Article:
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Your ultimate guide to the Vedas

Updated: Aug 26, 2022

The word ‘Veda’ means ‘knowledge’ and is derived from the Sanskrit root ‘vid’, which means ‘to know. 

The Vedas are regarded as revealed scripture, self-evident, and self-authoritative. It is not composed by any human authors. 

Yaskaacharya, the oldest explorer of the Vedas in his Nirukta, has distinctly said that these seers received the sacred knowledge or knowledge that was revealed to them.  That’s why the Vedas are called Apaurusheya, not composed by the human mind. 

These Yogis/Rishis are neither authors of the Mantras nor are they responsible for the contents of the Mantras. The Vedas are the foundation of the Indian Schools of Philosophy. 

They are classified into four:

Rgveda: The word Rg means to praise. The hymns/mantras in the Rgveda praise the various energies, and elements of the cosmos. 

Yajurveda: Yajur means to worship. It explains the different procedures of worship of nature and the cosmos. 

Sama Veda: Sama means song. It is the musical format of chanting the mantras for the ease of recitation. 

Atharva Veda: Atharva means stable mind; it offers the procedures for daily life activities. 

Each of these Vedas are classified into four sub-divisions based on the subjects they explore: 

They are: Samhita, Brahmana, Aranyaka and Upanishads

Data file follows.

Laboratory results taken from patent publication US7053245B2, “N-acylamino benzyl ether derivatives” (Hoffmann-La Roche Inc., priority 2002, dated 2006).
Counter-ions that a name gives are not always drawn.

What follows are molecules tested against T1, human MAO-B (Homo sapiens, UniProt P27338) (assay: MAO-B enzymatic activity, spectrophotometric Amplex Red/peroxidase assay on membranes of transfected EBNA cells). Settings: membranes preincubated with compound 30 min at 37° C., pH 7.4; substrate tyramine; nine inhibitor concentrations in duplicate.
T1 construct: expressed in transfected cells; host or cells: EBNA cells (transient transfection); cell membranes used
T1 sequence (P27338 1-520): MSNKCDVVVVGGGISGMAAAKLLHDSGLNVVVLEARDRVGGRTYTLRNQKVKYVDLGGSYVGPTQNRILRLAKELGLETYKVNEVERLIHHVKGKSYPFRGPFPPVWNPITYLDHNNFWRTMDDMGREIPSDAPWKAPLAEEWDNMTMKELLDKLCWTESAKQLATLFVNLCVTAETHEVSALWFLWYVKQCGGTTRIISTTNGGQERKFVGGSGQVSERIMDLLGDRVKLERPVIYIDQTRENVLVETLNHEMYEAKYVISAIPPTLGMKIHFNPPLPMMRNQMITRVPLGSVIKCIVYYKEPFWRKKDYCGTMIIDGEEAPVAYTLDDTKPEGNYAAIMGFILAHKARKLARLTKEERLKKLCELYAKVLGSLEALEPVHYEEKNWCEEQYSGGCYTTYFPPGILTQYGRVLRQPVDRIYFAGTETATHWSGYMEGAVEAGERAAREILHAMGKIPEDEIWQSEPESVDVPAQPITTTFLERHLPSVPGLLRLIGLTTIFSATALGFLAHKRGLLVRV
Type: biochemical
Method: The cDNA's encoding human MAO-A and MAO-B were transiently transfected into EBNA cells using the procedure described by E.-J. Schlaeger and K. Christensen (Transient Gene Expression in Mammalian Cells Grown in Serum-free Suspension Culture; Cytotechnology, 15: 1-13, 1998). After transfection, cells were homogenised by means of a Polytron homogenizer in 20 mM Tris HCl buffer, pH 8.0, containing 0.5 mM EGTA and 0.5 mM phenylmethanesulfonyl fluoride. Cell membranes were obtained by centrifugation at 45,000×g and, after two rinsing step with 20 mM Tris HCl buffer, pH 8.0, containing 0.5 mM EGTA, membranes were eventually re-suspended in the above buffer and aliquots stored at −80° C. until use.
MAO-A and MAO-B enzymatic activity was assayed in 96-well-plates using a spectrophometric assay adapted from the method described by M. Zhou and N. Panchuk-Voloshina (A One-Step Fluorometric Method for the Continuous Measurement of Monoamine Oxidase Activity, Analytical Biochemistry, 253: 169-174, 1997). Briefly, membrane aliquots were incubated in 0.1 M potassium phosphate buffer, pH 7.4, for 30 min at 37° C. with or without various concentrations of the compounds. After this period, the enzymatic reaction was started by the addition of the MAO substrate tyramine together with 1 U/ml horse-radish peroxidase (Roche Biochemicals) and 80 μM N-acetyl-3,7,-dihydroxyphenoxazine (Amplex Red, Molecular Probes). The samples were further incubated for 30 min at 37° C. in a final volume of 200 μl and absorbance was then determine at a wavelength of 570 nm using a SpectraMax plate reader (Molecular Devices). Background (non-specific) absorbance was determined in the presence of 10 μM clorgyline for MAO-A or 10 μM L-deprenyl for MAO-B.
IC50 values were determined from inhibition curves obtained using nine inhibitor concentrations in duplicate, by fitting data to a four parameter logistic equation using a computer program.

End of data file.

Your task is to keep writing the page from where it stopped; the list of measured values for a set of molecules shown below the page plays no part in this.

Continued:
Let us understand each Veda in detail: 

1. Rgveda: 

The Rg Veda is the oldest exploration of human wisdom and the biggest among the four Vedas. All the features of classical Sanskrit poetry can be traced to Rigveda. You can find the seeds of philosophical development in the Rgvedic hymns. If you want to study and understand Indian literature and Spiritual culture, you need to understand the Rgveda due to its poetry and philosophical importance. 

Yaskacharya, in his Nirukta, says that Rgveda can be interpreted in three ways – 

Adhi Devata – from the perspective of the energies of nature

Adhi Yajna: from the perspective of rituals,

Adhyama:  from the perspective of the Consciousness and spiritual journey

The whole of the Rigveda-Samhita is in the form of verses known as Rik.

‘Rik’ is the name given to those Mantras meant to praise the deities. Thus the collection (Samhita) of Riks is known as Rigveda-Samhita. 

Among many shakhas of Rgveda, only one Shakha or a branch is available, called “Shaakala”. 

The Rigveda Samhita contains about 10552 Mantras, classified into ten texts called Mandalas. Each Mandala is divided into several sections called Anuvakas.

Each Anuvaka consists of several hymns called Suktas, and each Sukta comprises several verses called riks. There is no definite number of Riks. Some are bigger, and some are very small, depending on the subject it deals with.

2. Yajurveda: 

It is the Veda primarily of prose mantras for worship rituals. The Yajurveda is also necessary for its presentation of philosophical doctrines. It preaches the concept of Prana and Manas also.

The Yajurveda is classified into two types: 

  1. Shukla Yajurveda

  2. Krishna Yajurveda

The Krishna Yajurveda is characterised by a mixture of mantra and brahmana, whereas the Shukla Yajurveda maintains the clear separation of the two.